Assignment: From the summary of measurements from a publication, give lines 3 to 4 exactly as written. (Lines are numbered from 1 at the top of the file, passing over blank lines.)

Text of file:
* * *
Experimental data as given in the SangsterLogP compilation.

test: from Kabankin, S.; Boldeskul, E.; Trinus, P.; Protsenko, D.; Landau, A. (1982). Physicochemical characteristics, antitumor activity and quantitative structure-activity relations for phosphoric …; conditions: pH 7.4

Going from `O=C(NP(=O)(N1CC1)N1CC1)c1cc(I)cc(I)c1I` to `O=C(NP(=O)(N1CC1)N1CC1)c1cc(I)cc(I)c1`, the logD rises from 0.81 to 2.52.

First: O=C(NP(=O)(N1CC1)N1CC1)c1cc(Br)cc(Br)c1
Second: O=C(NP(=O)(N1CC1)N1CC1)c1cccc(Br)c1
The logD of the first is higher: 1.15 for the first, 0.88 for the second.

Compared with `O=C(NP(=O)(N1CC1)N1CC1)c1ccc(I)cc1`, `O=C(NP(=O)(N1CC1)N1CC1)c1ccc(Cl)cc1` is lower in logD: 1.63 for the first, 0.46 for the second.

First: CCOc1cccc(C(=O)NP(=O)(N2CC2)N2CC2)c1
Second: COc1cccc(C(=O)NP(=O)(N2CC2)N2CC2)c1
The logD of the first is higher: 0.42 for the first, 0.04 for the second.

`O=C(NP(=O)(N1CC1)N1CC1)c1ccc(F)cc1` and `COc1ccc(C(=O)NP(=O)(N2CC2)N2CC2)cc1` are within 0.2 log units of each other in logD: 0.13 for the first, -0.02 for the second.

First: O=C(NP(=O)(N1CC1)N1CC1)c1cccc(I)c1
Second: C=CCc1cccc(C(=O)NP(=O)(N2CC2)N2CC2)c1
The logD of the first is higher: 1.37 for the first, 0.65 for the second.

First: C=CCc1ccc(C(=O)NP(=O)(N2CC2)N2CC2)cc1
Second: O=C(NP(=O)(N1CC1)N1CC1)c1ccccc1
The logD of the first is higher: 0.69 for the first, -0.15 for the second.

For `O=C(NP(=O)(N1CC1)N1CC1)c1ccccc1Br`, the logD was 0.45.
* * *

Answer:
Going from `O=C(NP(=O)(N1CC1)N1CC1)c1cc(I)cc(I)c1I` to `O=C(NP(=O)(N1CC1)N1CC1)c1cc(I)cc(I)c1`, the logD rises from 0.81 to 2.52.

First: O=C(NP(=O)(N1CC1)N1CC1)c1cc(Br)cc(Br)c1